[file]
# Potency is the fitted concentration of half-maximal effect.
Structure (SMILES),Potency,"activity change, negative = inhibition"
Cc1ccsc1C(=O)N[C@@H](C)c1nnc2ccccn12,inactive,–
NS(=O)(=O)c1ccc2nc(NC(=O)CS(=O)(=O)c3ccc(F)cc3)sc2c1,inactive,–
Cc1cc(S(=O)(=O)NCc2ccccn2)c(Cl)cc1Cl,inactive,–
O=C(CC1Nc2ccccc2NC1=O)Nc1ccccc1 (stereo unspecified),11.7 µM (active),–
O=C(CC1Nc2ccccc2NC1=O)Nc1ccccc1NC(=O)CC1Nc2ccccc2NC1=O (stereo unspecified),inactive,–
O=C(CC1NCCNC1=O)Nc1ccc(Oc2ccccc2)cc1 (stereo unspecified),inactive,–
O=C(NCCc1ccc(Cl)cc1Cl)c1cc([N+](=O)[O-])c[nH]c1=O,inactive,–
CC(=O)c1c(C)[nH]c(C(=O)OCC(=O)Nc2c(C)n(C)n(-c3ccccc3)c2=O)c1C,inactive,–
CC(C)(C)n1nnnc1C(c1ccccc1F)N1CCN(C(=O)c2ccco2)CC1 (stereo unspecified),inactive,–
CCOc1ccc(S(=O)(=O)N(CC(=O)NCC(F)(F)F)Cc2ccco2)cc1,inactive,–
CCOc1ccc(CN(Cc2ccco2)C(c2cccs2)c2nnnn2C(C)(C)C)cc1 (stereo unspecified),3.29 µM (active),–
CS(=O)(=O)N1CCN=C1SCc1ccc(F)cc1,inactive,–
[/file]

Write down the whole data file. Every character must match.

# Potency is the fitted concentration of half-maximal effect.
Structure (SMILES),Potency,"activity change, negative = inhibition"
Cc1ccsc1C(=O)N[C@@H](C)c1nnc2ccccn12,inactive,–
NS(=O)(=O)c1ccc2nc(NC(=O)CS(=O)(=O)c3ccc(F)cc3)sc2c1,inactive,–
Cc1cc(S(=O)(=O)NCc2ccccn2)c(Cl)cc1Cl,inactive,–
O=C(CC1Nc2ccccc2NC1=O)Nc1ccccc1 (stereo unspecified),11.7 µM (active),–
O=C(CC1Nc2ccccc2NC1=O)Nc1ccccc1NC(=O)CC1Nc2ccccc2NC1=O (stereo unspecified),inactive,–
O=C(CC1NCCNC1=O)Nc1ccc(Oc2ccccc2)cc1 (stereo unspecified),inactive,–
O=C(NCCc1ccc(Cl)cc1Cl)c1cc([N+](=O)[O-])c[nH]c1=O,inactive,–
CC(=O)c1c(C)[nH]c(C(=O)OCC(=O)Nc2c(C)n(C)n(-c3ccccc3)c2=O)c1C,inactive,–
CC(C)(C)n1nnnc1C(c1ccccc1F)N1CCN(C(=O)c2ccco2)CC1 (stereo unspecified),inactive,–
CCOc1ccc(S(=O)(=O)N(CC(=O)NCC(F)(F)F)Cc2ccco2)cc1,inactive,–
CCOc1ccc(CN(Cc2ccco2)C(c2cccs2)c2nnnn2C(C)(C)C)cc1 (stereo unspecified),3.29 µM (active),–
CS(=O)(=O)N1CCN=C1SCc1ccc(F)cc1,inactive,–